Voter Fraud Myth Drives Voter ID Issue Into 2011
“There’s this idea that dozens of people are coming to polling places every hour claiming to be someone else,” said Project Vote director of advocacy, Estelle Rogers in a recent news report. “But it’s practically unheard of. It just doesn’t happen.” Despite scant evidence of voter fraud, a number of election officials, lawmakers, and partisans who based their 2010 campaign platforms around bringing photo ID to their respective states appear to be keeping their promise.
“With the struggling economy still the number one issue on most people’s minds, why the fixation on voter ID? The reasons have to do more with politics than any real threat facing the integrity of elections,” asked Chris Kromm of the Institute for Southern Studies‘ online magazine, Facing South last week.
The main reason is the partisan advantage that comes with perpetuating the voter fraud myth, he said.
“There’s little evidence [in-person voter impersonation] actually exists: A five-year investigation by President Bush’s Department of Justice earlier this decade famously netted only 86 convictions out of thousands of cases,” Kromm wrote. “But since the 1960s, the mere accusation of fraud has been effective in rallying GOP voters.”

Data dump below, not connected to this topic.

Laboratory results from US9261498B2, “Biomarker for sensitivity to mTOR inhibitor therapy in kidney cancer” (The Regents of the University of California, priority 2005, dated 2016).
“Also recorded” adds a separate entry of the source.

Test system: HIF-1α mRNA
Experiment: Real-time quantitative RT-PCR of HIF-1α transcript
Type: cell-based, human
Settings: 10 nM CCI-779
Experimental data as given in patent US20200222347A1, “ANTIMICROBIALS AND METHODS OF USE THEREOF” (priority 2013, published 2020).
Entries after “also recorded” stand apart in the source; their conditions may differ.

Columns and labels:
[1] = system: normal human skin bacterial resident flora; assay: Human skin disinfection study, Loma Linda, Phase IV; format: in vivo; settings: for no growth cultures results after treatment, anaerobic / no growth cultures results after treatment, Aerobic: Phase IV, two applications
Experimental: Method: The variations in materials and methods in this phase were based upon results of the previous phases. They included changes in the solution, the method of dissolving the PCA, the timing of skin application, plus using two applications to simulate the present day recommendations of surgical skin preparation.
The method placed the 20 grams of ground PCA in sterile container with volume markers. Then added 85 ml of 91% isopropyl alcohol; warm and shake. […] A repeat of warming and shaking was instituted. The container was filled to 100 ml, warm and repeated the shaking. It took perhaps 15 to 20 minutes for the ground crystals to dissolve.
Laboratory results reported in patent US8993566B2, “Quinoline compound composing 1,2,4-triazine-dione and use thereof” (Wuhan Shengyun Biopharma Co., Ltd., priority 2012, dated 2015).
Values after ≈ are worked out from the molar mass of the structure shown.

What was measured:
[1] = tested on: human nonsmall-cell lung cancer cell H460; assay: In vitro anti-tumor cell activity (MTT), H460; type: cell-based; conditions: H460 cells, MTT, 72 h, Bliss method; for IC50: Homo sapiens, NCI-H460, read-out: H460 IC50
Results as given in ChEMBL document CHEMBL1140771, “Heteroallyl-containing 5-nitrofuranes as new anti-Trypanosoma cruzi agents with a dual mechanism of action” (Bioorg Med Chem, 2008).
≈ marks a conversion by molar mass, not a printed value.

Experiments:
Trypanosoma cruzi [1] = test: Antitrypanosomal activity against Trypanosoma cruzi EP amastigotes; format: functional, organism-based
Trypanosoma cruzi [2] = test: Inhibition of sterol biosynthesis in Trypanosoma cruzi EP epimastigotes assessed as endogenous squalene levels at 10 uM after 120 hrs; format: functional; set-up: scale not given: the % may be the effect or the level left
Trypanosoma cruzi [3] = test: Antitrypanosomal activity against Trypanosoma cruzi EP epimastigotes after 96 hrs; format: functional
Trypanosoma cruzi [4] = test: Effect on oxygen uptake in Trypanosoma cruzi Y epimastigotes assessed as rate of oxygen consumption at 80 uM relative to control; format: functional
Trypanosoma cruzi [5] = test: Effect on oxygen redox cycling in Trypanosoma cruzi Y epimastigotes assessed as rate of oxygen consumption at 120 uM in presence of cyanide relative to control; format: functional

Newly elected secretaries of state in Iowa and Kansas claim that they will support these issues in 2011, though both have been accused of using fear tactics, rather than actual facts, to rally support.
Since mid-November, four states (Missouri, Texas, New Hampshire, and South Carolina) have pre-filed photo voter ID bills to be debated during the 2011 legislative sessions. All bills are Republican sponsored. To follow these bills and others like them, subscribe to Project Vote’s weekly Election Legislation newsletter here.